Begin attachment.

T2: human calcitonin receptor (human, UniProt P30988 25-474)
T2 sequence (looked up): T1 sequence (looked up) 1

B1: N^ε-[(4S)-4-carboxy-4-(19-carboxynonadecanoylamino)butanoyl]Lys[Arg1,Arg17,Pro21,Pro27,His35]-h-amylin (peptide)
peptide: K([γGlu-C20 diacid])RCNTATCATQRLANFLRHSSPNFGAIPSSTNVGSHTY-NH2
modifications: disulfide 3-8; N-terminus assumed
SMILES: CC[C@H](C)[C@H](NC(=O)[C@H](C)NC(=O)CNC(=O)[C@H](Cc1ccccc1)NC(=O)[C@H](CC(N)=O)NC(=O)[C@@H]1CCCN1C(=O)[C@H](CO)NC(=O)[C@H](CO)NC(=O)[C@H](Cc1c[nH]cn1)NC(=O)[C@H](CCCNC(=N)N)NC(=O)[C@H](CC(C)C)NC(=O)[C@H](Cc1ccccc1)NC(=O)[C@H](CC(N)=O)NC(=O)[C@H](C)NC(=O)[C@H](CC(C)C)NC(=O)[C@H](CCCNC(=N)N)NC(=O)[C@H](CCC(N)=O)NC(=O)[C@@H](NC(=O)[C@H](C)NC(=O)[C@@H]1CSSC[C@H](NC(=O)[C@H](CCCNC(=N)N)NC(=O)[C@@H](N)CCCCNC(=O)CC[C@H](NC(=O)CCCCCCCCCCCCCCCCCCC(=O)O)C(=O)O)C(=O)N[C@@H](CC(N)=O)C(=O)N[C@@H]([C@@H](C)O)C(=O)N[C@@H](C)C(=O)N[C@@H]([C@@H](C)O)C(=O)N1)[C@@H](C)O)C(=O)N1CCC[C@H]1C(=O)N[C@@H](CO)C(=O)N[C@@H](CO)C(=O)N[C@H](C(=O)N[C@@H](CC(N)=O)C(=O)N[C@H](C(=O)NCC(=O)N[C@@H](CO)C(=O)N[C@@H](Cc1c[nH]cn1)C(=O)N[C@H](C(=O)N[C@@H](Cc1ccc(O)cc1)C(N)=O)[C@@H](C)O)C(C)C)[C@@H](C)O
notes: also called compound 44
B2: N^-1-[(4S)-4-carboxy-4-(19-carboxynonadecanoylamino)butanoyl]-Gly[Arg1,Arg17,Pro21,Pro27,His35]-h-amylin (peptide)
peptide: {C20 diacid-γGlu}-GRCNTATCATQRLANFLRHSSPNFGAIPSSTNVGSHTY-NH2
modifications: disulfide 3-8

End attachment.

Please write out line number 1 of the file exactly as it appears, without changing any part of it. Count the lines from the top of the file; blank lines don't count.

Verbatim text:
T2: human calcitonin receptor (human, UniProt P30988 25-474)